Vail’s snowy slopes have seen it all, from Olympic athletes hitting quad corks to kiddos getting their first ski and snowboard legs. So, strap on that helmet and see what Vail Mountain and the surrounding villages have to offer.
How to Get to Vail Mountain
If you’re driving in from out of town, especially on a weekend day, it’s safe to expect longer-than-average drive times, so plan accordingly. We are also big believers in doing our part to reduce the impacts of climate change — transportation-related emissions make up 25% of total greenhouse gas emissions in the state, after all. That’s where carpool apps like Treadshare and Caravan can make your life much easier. With both, you can help reduce traffic on I-70, meet new friends and save money on gas. It’s a win-win-win.
Coming from downtown Denver or Lakewood? The Colorado Department of Transportation’s statewide bus service, Bustang, and shuttle service, Pegasus, make daily runs to Vail. For around $20, it takes about 2 hours and 20 minutes. Get this: There’s Wi-Fi on board!
Some hotels offer shuttles to Vail Mountain, too. For example, The Lift at Highline Vail operates throughout the day and will take you to both villages and the ski resort. The daily shuttle between the villages at Grand Hyatt Vail also runs 8 a.m. to 10 p.m. in the winter, and guests just call in to request the service. Check in directly with your hotel to see if they have a shuttle you can hop on.
Vail Parking Tips
If you’re traveling by car to Vail, check road conditions as you go via the COTrip app and leave your parking anxiety in the dust. The Lionshead parking structure and the Vail Village parking structure have a live availability tracker so you can plan before you arrive. Get more Vail parking tips.
Denver to Vail
If you’re landing at Jeppesen Terminal at DEN: There are many shuttle options to get you from Denver International Airport to Vail, so you don’t have to worry about piloting a rental car on icy roads. Some possibilities include Uber Ski, Epic Mountain Express, Peak 1 Express, Blue Sky Limo and Colorado Airport Express.
How to Avoid Long Lines
Vail residents know the afternoon is a great time to strap in, gondola up and shred down. So, do as they do and get your turns after a full day of fun.
Start your day with a ramble through the European-inspired Vail Village to grab a steaming cup of coffee. Insider tip: We recommend the Mud Season latte at Yeti’s Grind. It has flavors of dark and white chocolates, plus hazelnut.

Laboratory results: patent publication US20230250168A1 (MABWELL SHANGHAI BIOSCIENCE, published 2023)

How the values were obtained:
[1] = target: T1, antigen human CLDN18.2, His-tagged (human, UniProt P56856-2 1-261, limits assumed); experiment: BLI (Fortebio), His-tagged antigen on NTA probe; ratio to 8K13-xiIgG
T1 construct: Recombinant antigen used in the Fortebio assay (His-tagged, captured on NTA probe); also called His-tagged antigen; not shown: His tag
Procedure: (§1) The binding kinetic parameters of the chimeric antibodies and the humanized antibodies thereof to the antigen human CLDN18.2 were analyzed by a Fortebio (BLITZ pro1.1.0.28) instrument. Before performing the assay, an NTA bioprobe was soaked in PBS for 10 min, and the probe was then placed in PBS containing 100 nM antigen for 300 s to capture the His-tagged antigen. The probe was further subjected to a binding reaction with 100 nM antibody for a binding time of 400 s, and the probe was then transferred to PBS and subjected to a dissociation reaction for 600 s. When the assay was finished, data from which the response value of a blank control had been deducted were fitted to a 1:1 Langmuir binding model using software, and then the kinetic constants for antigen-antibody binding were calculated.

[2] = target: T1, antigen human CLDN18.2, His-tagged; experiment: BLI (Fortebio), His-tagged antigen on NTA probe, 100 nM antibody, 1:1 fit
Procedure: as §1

Or reserve a spot for a filling brunch (remember, ripping down the mountain is a workout). The Little Diner is a local favorite. Order the pannekoeken (similar to a Dutch baby) covered in bacon and sauteed apples. Then, spend the rest of your pre-slope adventure hitting the shops for gear and souvenirs.
Book a spa session if you want an even more relaxing way to wake up. The Sonnenalp Hotel’s dry-brushing body treatment is a boon during the winter season. If you’re in need of some adjustment from the altitude, Bloom Spa at The Sebastian Vail’s 80-minute program begins with a foot soak and ends in a full body massage, with an oxygen-therapy session in between.
Once the morning ski crowds begin dispersing after lunch, use the My Epic app for lift-line wait times.
From dressing for the weather to taking a lesson, staying safe on your ski day is top priority. Remember: Skiers and snowboarders who are downhill of you have the right-of-way. Always stop where you are visible. Look uphill first before you begin skiing or snowboarding down, and lastly, leave no trace.
Even if you have been conquering the mountain for years, there’s always more to learn, so signing up for a lesson with Vail’s ski and snowboard school is never a bad idea. There are classes for everyone — from beginners, children and experts to people with disabilities.
Be sure to dress appropriately for winter temperatures with all essentials. The higher the elevation is, the colder it will be. Check the snow forecast using tools like OpenSnow, and always layer your outerwear with removable underlayers. Helmets are a must, as are protective goggles and ski- or snowboard-specific gloves or mittens. Don’t forget your ski/snowboard socks (blisters in the cold are even worse than usual); and, remember, hand and toe warmers aren’t just for the little ones.
Where to Eat in Vail
During the peak season, locals don’t let something like a long lunch wait stop them from getting to the chairlifts. Try packing a fit-in-your-pocket lunch from Joe’s Famous Deli & Homemade Ice Cream or The Market at Vail and snacking on it at one of the on-mountain picnic tables.
Of course, Vail residents also participate in après at places like Pepi’s and Garf’s, where if the walls could talk, they’d tell incredible stories of past presidents, famous celebs and citizens who’ve made Vail what it is today.